Current Retail: $39.99
Historic Range: $39.99-$49.00
Reviewers Paid: $44.00
all-leather glove, coated with a natural wax for weatherproofing
These gloves are for morning chores, all day on the slopes from first chair to last call, and still perfect for that après time around the campfire.
- Fast break-in
- Great customer service
When work and play become indistinguishable, you’ve got it figured out. In our forest, we smile just as hard when we’re enjoying a cocktail as when we’re chopping wood and watching it burn. The foundation to a successful day in the woods are your boots… of course. But second only to your boots are your gloves.
We were told about Give’r products by our friends at Prospect Farm. These folks work in the rugged outdoors of northern Vermont through long winters and warm summers. They have their hands in everything from grease to poop. They build fences and drag poultry tractors. While Lane breaks the ice in the water troughs, Meryl fixes the bailing wire on the gate. I was splitting wood one day when they stopped by our acreage in New Hampshire’s north country. Between swings of my axe, I was whinging about my gloves wearing out after a couple of months use.
Now I have Give’r gloves.
Since the end of February, I have worn my Give’r gloves every day. I’ve skied in them a dozen times. I’ve dropped trees, split cords, and stacked firewood with zero complaints. While the gloves are sturdy as can be, they are not stiff, and the break-in period is two full days at most.
I have skied in the finest gloves from Outdoor Research and Black Diamond. As an employee of the ski industry, I have worked long, cold hours in Kinco gloves, model 1927 with safety cuff. What I get from my Give’rs is dexterity without compromising on warmth; insulation without losing out on durability; and a compact, simple design without having to trade craftsmanship.
The first test of a glove is how easy it is to put on. While Black Diamond and Outdoor Research gloves slide on easily enough, and Kincos practically slip onto your hands by accident, my Classic Give’r gloves go on easily enough that I no longer wrestle zippers and pocketknives with leather fingers. An easy-on, easy-off glove is crucial for our purposes. Gloves that are so hard to get your hand into that you delay gassing up the saw, leave a pocket unbuttoned, or decide I’ll lock up the coop in a minute, is a great way to run out of fuel, lose the keys, or let the chickens run wild.
I often choose to ski in leather gloves, so I needed my Classic Give’rs to be warm and low profile. I don’t like to have to mess with Velcro, cord lock bungees, or tucking my gloves in under my cuff. Where the Kinco 1927s go over my sleeve nicely, they all but eliminate access to my Apple Watch. My watch plays me my tunes and my Audible books, things that are crucial to my sanity. Ever split wood to Miles Davis? Try it.
The simplicity of the Give’r Classics means sleeve meets glove cuff, offers a casual greeting, and the two move on with their lives. No drama, no funny business—just polite cohabitation.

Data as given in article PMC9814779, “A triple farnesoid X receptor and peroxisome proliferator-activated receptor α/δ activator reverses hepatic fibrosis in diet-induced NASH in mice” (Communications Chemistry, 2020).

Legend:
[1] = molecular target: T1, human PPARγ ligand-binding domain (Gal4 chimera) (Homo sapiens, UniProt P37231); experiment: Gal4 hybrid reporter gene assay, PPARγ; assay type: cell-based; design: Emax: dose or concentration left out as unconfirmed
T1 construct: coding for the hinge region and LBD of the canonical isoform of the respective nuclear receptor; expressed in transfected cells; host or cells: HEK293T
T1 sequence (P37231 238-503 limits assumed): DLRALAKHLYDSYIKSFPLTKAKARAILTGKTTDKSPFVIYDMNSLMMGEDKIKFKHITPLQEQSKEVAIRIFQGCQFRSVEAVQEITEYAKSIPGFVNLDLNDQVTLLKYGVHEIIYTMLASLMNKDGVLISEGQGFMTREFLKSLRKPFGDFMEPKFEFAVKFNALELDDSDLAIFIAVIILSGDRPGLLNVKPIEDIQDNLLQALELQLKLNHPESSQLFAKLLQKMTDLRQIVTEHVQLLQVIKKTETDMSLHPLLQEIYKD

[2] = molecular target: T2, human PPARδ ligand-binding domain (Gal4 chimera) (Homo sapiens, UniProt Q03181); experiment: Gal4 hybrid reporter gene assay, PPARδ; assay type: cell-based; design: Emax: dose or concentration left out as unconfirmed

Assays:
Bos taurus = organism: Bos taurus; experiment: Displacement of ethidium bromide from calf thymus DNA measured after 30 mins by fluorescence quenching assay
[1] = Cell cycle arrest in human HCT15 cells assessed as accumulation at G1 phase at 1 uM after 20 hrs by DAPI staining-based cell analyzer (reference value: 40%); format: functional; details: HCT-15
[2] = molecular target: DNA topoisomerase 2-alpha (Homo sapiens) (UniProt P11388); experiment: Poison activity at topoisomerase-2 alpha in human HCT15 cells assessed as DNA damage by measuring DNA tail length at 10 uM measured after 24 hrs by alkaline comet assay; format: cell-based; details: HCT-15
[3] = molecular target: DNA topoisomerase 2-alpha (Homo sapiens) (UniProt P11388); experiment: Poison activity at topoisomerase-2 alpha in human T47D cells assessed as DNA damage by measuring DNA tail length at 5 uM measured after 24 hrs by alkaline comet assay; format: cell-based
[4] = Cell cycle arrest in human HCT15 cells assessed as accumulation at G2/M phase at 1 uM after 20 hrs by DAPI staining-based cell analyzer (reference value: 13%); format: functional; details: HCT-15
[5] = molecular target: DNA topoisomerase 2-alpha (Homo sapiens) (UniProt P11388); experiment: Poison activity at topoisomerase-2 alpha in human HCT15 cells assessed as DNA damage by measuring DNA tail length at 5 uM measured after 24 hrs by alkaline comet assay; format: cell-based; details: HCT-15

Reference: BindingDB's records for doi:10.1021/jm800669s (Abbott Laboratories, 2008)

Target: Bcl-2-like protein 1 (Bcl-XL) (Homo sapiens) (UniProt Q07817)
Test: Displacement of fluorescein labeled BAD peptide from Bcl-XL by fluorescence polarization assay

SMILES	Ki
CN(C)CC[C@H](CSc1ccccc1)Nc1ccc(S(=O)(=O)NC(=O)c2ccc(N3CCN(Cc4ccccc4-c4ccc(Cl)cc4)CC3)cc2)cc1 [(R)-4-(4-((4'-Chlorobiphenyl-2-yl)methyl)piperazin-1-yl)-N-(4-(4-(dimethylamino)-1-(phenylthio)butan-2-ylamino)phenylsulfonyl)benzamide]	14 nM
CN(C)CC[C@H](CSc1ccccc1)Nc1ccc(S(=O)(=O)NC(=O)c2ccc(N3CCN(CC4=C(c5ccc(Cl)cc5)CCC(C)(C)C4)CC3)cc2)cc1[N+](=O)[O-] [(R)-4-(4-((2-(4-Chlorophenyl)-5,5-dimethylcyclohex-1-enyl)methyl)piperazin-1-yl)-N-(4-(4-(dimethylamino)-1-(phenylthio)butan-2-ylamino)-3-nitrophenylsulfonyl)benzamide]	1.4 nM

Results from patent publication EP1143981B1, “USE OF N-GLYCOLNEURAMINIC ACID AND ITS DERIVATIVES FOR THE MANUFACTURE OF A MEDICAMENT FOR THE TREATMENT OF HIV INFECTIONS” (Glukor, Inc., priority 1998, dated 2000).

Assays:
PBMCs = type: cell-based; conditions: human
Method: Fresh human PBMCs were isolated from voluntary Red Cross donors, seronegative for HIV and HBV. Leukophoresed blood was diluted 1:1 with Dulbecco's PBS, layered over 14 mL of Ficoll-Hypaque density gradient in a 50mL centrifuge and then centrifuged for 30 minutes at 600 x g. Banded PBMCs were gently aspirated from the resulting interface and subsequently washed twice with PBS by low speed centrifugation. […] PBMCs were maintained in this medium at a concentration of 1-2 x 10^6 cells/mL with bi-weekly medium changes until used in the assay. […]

Compact design is crucial for stowing your gloves when they are not in use. I shove my work gloves into my left back pocket. Whether I am in Filson wool bibs, Carhart double knees, or Johnson Adirondack Plaid Cargo Pants, my left back pocket is stretched out from years of toting bulky leather work gloves.
This tradition is altered when I’m skiing. My Flylow Baker Bibs inexplicably have no left rear pocket. However, as it was with my previous gloves, so it is with my Give’rs, when the gloves are off, they are under my arm, when briefly visiting the men’s room, or on the bar in front of me. Every reader who has stepped into their skis only to find that a single glove remains in their jacket pocket will identify with this devout practice.
So many of my old gloves were so bulky, I had to attach ski pass wickets to them, allowing me to hang them from carabiners when they were not in use. The Give’r Classics fit nicely into my back pockets, so I’m never without my complete pair.
There are all kinds of wacky tests on the web involving fire, boiling water, and extreme tests of glove superiority. As a sane and grounded user of gloves, I don’t go in for that sort of thing. However, do Give’r Classic and Lightweight gloves allow me to move flaming logs around in the firepit? They sure as heck do!
Do they allow me to slip when sharpening my hatchet, grazing the back of my hand along the katana-sharp blade because our nine-year-old pointed out a butterfly and I had to look? Yep. Can I ski first chair at minus 14 degrees F, then shovel out the sheds and coop at minus six, then smoke twenty pounds of Prospect Farm ribs over mesquite at just under zero? The answer is, “happily,” and as often as possible.
At a competitive price, with excellent customer service, and with a plethora of applications from powder turns to forestry work, the Give’r Classics are the go-to glove for every member of our family and a growing number of our friend group. After twenty years in the outdoor recreation community, I have many gloves, and they are all different and each one is appreciated, but it’s my Give’rs that I reach for every day.
I wear gloves six months a year, all day, everyday, from the morning chores, to the day at work, to the evening chores, to the evening fires, and the weekend recreation. Give'r is my new favorite glove maker.
Source: bought it new
Price Paid: $44